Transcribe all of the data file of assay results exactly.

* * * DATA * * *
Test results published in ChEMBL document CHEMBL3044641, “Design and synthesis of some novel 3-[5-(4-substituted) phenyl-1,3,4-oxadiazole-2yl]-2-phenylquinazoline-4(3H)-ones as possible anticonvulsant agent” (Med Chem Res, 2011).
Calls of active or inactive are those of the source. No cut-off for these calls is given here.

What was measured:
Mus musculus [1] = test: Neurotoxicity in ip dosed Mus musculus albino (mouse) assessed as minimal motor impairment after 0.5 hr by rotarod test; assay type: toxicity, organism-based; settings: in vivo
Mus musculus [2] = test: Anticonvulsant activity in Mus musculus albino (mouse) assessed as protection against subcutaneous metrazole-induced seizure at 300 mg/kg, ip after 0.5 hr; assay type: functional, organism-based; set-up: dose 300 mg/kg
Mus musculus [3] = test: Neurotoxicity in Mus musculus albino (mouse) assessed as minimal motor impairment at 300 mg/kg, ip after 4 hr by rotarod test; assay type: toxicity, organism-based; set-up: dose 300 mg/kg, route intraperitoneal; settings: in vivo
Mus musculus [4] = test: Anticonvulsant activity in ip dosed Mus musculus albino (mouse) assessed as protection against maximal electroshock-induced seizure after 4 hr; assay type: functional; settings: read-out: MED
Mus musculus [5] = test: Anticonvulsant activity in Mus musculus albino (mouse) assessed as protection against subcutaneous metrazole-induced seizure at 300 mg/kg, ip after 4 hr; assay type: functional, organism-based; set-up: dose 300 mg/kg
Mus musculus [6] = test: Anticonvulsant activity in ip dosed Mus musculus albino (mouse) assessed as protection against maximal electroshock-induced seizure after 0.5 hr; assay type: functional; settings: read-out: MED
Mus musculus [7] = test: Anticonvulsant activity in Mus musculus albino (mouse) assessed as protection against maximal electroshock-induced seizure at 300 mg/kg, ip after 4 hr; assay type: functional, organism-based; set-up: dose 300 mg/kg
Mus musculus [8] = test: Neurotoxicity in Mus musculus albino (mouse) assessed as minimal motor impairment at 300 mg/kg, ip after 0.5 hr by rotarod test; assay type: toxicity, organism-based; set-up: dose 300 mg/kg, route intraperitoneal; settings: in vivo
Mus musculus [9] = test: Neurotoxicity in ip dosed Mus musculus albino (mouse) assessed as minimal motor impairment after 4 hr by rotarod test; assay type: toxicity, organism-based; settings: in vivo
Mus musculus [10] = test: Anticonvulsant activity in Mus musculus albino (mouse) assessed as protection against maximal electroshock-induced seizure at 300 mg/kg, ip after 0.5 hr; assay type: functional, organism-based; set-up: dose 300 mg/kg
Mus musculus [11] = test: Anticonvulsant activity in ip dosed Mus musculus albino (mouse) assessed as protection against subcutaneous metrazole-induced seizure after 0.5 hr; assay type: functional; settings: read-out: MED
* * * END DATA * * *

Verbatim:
Test results published in ChEMBL document CHEMBL3044641, “Design and synthesis of some novel 3-[5-(4-substituted) phenyl-1,3,4-oxadiazole-2yl]-2-phenylquinazoline-4(3H)-ones as possible anticonvulsant agent” (Med Chem Res, 2011).
Calls of active or inactive are those of the source. No cut-off for these calls is given here.

What was measured:
Mus musculus [1] = test: Neurotoxicity in ip dosed Mus musculus albino (mouse) assessed as minimal motor impairment after 0.5 hr by rotarod test; assay type: toxicity, organism-based; settings: in vivo
Mus musculus [2] = test: Anticonvulsant activity in Mus musculus albino (mouse) assessed as protection against subcutaneous metrazole-induced seizure at 300 mg/kg, ip after 0.5 hr; assay type: functional, organism-based; set-up: dose 300 mg/kg
Mus musculus [3] = test: Neurotoxicity in Mus musculus albino (mouse) assessed as minimal motor impairment at 300 mg/kg, ip after 4 hr by rotarod test; assay type: toxicity, organism-based; set-up: dose 300 mg/kg, route intraperitoneal; settings: in vivo
Mus musculus [4] = test: Anticonvulsant activity in ip dosed Mus musculus albino (mouse) assessed as protection against maximal electroshock-induced seizure after 4 hr; assay type: functional; settings: read-out: MED
Mus musculus [5] = test: Anticonvulsant activity in Mus musculus albino (mouse) assessed as protection against subcutaneous metrazole-induced seizure at 300 mg/kg, ip after 4 hr; assay type: functional, organism-based; set-up: dose 300 mg/kg
Mus musculus [6] = test: Anticonvulsant activity in ip dosed Mus musculus albino (mouse) assessed as protection against maximal electroshock-induced seizure after 0.5 hr; assay type: functional; settings: read-out: MED
Mus musculus [7] = test: Anticonvulsant activity in Mus musculus albino (mouse) assessed as protection against maximal electroshock-induced seizure at 300 mg/kg, ip after 4 hr; assay type: functional, organism-based; set-up: dose 300 mg/kg
Mus musculus [8] = test: Neurotoxicity in Mus musculus albino (mouse) assessed as minimal motor impairment at 300 mg/kg, ip after 0.5 hr by rotarod test; assay type: toxicity, organism-based; set-up: dose 300 mg/kg, route intraperitoneal; settings: in vivo
Mus musculus [9] = test: Neurotoxicity in ip dosed Mus musculus albino (mouse) assessed as minimal motor impairment after 4 hr by rotarod test; assay type: toxicity, organism-based; settings: in vivo
Mus musculus [10] = test: Anticonvulsant activity in Mus musculus albino (mouse) assessed as protection against maximal electroshock-induced seizure at 300 mg/kg, ip after 0.5 hr; assay type: functional, organism-based; set-up: dose 300 mg/kg
Mus musculus [11] = test: Anticonvulsant activity in ip dosed Mus musculus albino (mouse) assessed as protection against subcutaneous metrazole-induced seizure after 0.5 hr; assay type: functional; settings: read-out: MED